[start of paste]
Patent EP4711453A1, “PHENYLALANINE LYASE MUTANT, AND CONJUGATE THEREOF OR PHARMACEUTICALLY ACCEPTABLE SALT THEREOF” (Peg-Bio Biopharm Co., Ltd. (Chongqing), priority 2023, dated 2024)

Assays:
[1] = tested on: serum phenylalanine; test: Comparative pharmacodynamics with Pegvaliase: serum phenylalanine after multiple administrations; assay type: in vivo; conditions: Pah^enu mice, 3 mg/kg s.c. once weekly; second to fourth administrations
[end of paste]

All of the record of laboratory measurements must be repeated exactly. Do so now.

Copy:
Patent EP4711453A1, “PHENYLALANINE LYASE MUTANT, AND CONJUGATE THEREOF OR PHARMACEUTICALLY ACCEPTABLE SALT THEREOF” (Peg-Bio Biopharm Co., Ltd. (Chongqing), priority 2023, dated 2024)

Assays:
[1] = tested on: serum phenylalanine; test: Comparative pharmacodynamics with Pegvaliase: serum phenylalanine after multiple administrations; assay type: in vivo; conditions: Pah^enu mice, 3 mg/kg s.c. once weekly; second to fourth administrations